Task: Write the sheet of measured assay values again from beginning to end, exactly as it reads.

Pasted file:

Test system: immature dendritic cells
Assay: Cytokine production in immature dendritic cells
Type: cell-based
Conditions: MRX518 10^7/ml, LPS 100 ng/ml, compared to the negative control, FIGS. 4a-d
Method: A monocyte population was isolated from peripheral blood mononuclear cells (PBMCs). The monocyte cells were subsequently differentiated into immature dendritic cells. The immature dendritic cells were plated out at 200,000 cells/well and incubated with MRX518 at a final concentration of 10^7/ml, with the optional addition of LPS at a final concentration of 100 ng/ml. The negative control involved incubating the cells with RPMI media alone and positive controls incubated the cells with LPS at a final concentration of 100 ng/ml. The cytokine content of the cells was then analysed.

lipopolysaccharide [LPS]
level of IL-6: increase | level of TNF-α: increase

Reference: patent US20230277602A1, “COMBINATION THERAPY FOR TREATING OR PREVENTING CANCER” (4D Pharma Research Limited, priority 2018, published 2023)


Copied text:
Test system: immature dendritic cells
Assay: Cytokine production in immature dendritic cells
Type: cell-based
Conditions: MRX518 10^7/ml, LPS 100 ng/ml, compared to the negative control, FIGS. 4a-d
Method: A monocyte population was isolated from peripheral blood mononuclear cells (PBMCs). The monocyte cells were subsequently differentiated into immature dendritic cells. The immature dendritic cells were plated out at 200,000 cells/well and incubated with MRX518 at a final concentration of 10^7/ml, with the optional addition of LPS at a final concentration of 100 ng/ml. The negative control involved incubating the cells with RPMI media alone and positive controls incubated the cells with LPS at a final concentration of 100 ng/ml. The cytokine content of the cells was then analysed.

lipopolysaccharide [LPS]
level of IL-6: increase | level of TNF-α: increase

Reference: patent US20230277602A1, “COMBINATION THERAPY FOR TREATING OR PREVENTING CANCER” (4D Pharma Research Limited, priority 2018, published 2023)